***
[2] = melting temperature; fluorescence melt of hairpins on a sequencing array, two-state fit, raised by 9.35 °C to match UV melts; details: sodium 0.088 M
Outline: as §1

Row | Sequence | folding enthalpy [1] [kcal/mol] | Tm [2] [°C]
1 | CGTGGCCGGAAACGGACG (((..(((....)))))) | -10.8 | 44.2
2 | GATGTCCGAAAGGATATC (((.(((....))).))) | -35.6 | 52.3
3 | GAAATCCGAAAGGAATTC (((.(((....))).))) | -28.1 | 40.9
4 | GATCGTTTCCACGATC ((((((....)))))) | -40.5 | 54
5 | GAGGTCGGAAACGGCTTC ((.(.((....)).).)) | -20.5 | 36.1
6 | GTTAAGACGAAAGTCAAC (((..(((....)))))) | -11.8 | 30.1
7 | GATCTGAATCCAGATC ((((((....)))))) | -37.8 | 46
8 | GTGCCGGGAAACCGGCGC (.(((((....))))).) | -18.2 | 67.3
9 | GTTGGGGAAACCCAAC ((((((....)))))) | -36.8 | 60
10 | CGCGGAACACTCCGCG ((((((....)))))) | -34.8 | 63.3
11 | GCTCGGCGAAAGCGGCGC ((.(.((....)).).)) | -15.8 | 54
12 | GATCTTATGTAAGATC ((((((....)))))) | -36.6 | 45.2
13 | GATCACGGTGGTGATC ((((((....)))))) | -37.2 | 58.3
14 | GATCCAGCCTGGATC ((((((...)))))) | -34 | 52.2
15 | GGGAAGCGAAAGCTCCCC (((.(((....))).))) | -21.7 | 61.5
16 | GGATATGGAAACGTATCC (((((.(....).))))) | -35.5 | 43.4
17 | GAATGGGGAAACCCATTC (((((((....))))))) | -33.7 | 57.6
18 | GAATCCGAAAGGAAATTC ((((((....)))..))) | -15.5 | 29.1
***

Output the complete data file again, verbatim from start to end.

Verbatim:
[2] = melting temperature; fluorescence melt of hairpins on a sequencing array, two-state fit, raised by 9.35 °C to match UV melts; details: sodium 0.088 M
Outline: as §1

Row | Sequence | folding enthalpy [1] [kcal/mol] | Tm [2] [°C]
1 | CGTGGCCGGAAACGGACG (((..(((....)))))) | -10.8 | 44.2
2 | GATGTCCGAAAGGATATC (((.(((....))).))) | -35.6 | 52.3
3 | GAAATCCGAAAGGAATTC (((.(((....))).))) | -28.1 | 40.9
4 | GATCGTTTCCACGATC ((((((....)))))) | -40.5 | 54
5 | GAGGTCGGAAACGGCTTC ((.(.((....)).).)) | -20.5 | 36.1
6 | GTTAAGACGAAAGTCAAC (((..(((....)))))) | -11.8 | 30.1
7 | GATCTGAATCCAGATC ((((((....)))))) | -37.8 | 46
8 | GTGCCGGGAAACCGGCGC (.(((((....))))).) | -18.2 | 67.3
9 | GTTGGGGAAACCCAAC ((((((....)))))) | -36.8 | 60
10 | CGCGGAACACTCCGCG ((((((....)))))) | -34.8 | 63.3
11 | GCTCGGCGAAAGCGGCGC ((.(.((....)).).)) | -15.8 | 54
12 | GATCTTATGTAAGATC ((((((....)))))) | -36.6 | 45.2
13 | GATCACGGTGGTGATC ((((((....)))))) | -37.2 | 58.3
14 | GATCCAGCCTGGATC ((((((...)))))) | -34 | 52.2
15 | GGGAAGCGAAAGCTCCCC (((.(((....))).))) | -21.7 | 61.5
16 | GGATATGGAAACGTATCC (((((.(....).))))) | -35.5 | 43.4
17 | GAATGGGGAAACCCATTC (((((((....))))))) | -33.7 | 57.6
18 | GAATCCGAAAGGAAATTC ((((((....)))..))) | -15.5 | 29.1